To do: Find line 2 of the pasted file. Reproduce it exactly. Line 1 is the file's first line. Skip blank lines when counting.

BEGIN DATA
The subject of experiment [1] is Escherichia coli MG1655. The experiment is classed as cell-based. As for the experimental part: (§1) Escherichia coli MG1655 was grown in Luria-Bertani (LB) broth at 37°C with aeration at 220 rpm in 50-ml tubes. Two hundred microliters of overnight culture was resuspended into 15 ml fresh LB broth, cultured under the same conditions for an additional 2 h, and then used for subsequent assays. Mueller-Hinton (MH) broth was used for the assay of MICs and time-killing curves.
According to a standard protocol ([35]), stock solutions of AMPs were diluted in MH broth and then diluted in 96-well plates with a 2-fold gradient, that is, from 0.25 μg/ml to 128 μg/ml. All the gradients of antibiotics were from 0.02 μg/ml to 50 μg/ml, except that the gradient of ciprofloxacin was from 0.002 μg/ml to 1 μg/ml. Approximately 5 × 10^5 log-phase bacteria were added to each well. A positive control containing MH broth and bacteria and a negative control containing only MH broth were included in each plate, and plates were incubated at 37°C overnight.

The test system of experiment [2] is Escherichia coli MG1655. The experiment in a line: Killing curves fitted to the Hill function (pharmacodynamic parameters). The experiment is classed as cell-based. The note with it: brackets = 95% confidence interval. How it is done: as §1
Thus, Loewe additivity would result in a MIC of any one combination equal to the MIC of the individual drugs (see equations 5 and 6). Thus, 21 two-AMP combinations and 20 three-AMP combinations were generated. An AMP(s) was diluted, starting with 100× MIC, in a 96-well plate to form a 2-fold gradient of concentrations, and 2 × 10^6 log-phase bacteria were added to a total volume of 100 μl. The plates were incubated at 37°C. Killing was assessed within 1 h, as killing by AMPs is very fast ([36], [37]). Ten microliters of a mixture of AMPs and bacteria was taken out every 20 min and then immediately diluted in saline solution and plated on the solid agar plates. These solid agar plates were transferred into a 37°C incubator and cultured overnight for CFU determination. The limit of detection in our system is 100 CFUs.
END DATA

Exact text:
According to a standard protocol ([35]), stock solutions of AMPs were diluted in MH broth and then diluted in 96-well plates with a 2-fold gradient, that is, from 0.25 μg/ml to 128 μg/ml. All the gradients of antibiotics were from 0.02 μg/ml to 50 μg/ml, except that the gradient of ciprofloxacin was from 0.002 μg/ml to 1 μg/ml. Approximately 5 × 10^5 log-phase bacteria were added to each well. A positive control containing MH broth and bacteria and a negative control containing only MH broth were included in each plate, and plates were incubated at 37°C overnight.